Fig. 4
figure4

A working model for the role of translin/trax RNase complex in hippocampal synaptic plasticity. a During basal synaptic transmission, the inactive translin/trax (TN/TX) RNase complex localizes to the discrete ribonucleoprotein foci called Processing body (P-body) in the postsynaptic dendrites. P-bodies also contain the microRNA-induced silencing complex (miRISC) formed by the microRNAs and other associated protein factors that bind to the mRNA transcripts and repress their translation. b Synaptic activity that induces persistent plasticity leads to NMDAR-mediated Ca2+ entry and GPCR activation by modulatory neurotransmitters (e.g. norepinephrine and dopamine). This results in adenylyl cyclase activation, rise in cAMP levels and PKA activation in the postsynaptic compartment. Synaptic activity also leads to dynamic changes in P-bodies causing them to localize in the vicinity of active dendritic spines. Active PKA subsequently results in activation of the translin/trax RNase in the P-bodies, either directly or through other targets. Once active, the translin/trax RNase degrades microRNAs bound to the mRNA transcripts, thus reversing the translational silencing. The released mRNAs are then translated by the polyribosomes leading to the synthesis of key plasticity-related proteins required for long-lasting synaptic plasticity

Taken together, these findings expand our understanding of the role of translin/trax in persistent synaptic plasticity. Future investigations are needed to directly validate the proposed model. First, the compartment-specific function of translin/trax needs to be further validated using hippocampal subregion-specific deletion of translin/trax using Cre-dependent viral strategies. Second, experiments are also needed to validate the dynamics of translin/trax localization in P-bodies following plasticity-inducing stimuli. Tagging a fluorescent reporter to translin or trax would enable tracking the localization of translin/trax but achieving this without affecting molecular interactions and RNase activity is challenging. Lastly, molecular assays to determine mechanisms by which translin/trax interacts with localized PKA signaling will be required. Given the role of translin/trax in synaptic memory mechanisms, our findings pave the way for future research aimed at elucidating the pathophysiology of neuropsychiatric disorders.

Availability of data and materials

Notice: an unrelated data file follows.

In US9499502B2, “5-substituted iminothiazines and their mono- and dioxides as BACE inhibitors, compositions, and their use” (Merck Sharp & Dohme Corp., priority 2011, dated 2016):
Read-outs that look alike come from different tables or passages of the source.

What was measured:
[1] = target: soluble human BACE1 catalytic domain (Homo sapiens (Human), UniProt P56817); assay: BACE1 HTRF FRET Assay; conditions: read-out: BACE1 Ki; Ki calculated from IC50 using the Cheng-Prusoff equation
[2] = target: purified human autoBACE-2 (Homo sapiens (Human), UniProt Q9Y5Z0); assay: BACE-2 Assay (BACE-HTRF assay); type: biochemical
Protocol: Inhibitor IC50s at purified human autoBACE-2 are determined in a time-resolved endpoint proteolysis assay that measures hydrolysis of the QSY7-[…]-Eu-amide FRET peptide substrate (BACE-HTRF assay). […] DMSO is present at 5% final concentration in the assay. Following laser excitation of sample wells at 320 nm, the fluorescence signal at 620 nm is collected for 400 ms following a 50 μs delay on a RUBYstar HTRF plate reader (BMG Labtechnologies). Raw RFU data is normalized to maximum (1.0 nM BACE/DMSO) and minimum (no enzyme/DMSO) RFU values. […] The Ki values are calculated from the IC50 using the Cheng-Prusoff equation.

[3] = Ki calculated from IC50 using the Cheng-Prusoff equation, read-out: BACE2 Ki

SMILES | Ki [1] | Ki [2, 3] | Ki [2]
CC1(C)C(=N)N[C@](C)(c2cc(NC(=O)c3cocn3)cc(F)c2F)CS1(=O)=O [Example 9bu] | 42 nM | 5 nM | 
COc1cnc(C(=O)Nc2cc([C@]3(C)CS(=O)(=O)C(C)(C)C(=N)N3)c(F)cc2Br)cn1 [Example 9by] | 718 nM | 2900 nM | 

All the data supporting the conclusions of this article are included within the manuscript. Original data files and any supporting materials are available upon request, from the corresponding authors.

Abbreviations

aCSF:

Artificial cerebrospinal fluid

AC:

Adenylyl cyclase

ACVR1C:

Activin receptor type 1-C

AMPAR:

α-Amino-3-hydroxy-5-methyl-4-isoxazolepropionic acid receptor

CaM:

Calmodulin

cAMP:

Cyclic adenosine monophosphate

DHPG:

(RS)-3,5-Dihydroxyphenylglycine

fEPSP:

Field excitatory postsynaptic potential

FMRP:

Fragile X mental retardation protein

FSK:

Forskolin

GPCR:

G-protein coupled receptor

LTP:

Long-term potentiation

LTD:

Long-term depression

mGluR:

Metabotropic glutamate receptor

miRISC:

MicroRNA-induced silencing complex

NMDAR:

N-methyl d-aspartate receptor

PDE:

Phosphodiesterase

PKA:

Protein kinase A

RBP:

RNA-binding protein

RNase:

Ribonuclease

TBS:

Theta-burst stimulation

TN/TX:

Translin/trax

Trax:

Translin-associated protein-X

References

  1. 1.

    Buffington SA, Huang W, Costa-Mattioli M. Translational control in synaptic plasticity and cognitive dysfunction. Annu Rev Neurosci. 2014;37(1):17–38.

    CAS  PubMed  PubMed Central  Article  Google Scholar 

  2. 2.

    Martin KC, Barad M, Kandel ER. Local protein synthesis and its role in synapse-specific plasticity. Curr Opin Neurobiol. 2000;10(5):587–92.

    CAS  PubMed  Article  Google Scholar 

  3. 3.

    Sutton MA, Schuman EM. Dendritic protein synthesis, synaptic plasticity, and memory. Cell. 2006;127(1):49–58.

    CAS  PubMed  Article  Google Scholar 

  4. 4.

    Oswald Steward JD, Shannon F. Local protein synthesis at synapses. In: Pickel MS, editor. The synapse: structure and function. London: Academic Press; 2014. p. 173–4.

    Google Scholar 

  5. 5.

    Hafner AS, Donlin-Asp PG, Leitch B, Herzog E, Schuman EM. Local protein synthesis is a ubiquitous feature of neuronal pre- and postsynaptic compartments. Science. 2019;364:6441.

    Article  CAS  Google Scholar 

  6. 6.

    Fernandez-Moya SM, Bauer KE, Kiebler MA. Meet the players: local translation at the synapse. Front Mol Neurosci. 2014;7:84.

    PubMed  PubMed Central  Article  CAS  Google Scholar 

  7. 7.

    Thelen MP, Kye MJ. The role of RNA binding proteins for local mRNA translation: implications in neurological disorders. Front Mol Biosci. 2020;6:161.

    PubMed  PubMed Central  Article  CAS  Google Scholar 

  8. 8.

    Ule J, Darnell RB. RNA binding proteins and the regulation of neuronal synaptic plasticity. Curr Opin Neurobiol. 2006;16(1):102–10.

    CAS  PubMed  Article  Google Scholar 

  9. 9.

    Claußen M, Koch R, Jin Z-Y, Suter B. Functional characterization of drosophila Translin and Trax. Genetics. 2006;174(3):1337–47.

    PubMed  PubMed Central  Article  CAS  Google Scholar 

  10. 10.

    Fu X, Shah A, Baraban JM. Rapid reversal of translational silencing: emerging role of microRNA degradation pathways in neuronal plasticity. Neurobiol Learn Mem. 2016;133:225–32.

    CAS  PubMed  PubMed Central  Article  Google Scholar 

  11. 11.

    Jaendling A. Biological roles of translin and translin-associated factor-X: RNA metabolism comes to the fore. Biochem J. 2010;429(2):225–34.

    CAS  PubMed  Article  Google Scholar 

  12. 12.

    Li Z, Wu Y, Baraban JM. The Translin/Trax RNA binding complex: clues to function in the nervous system. Biochimica et Biophysica Acta (BBA). 2008;1779(8):479–85.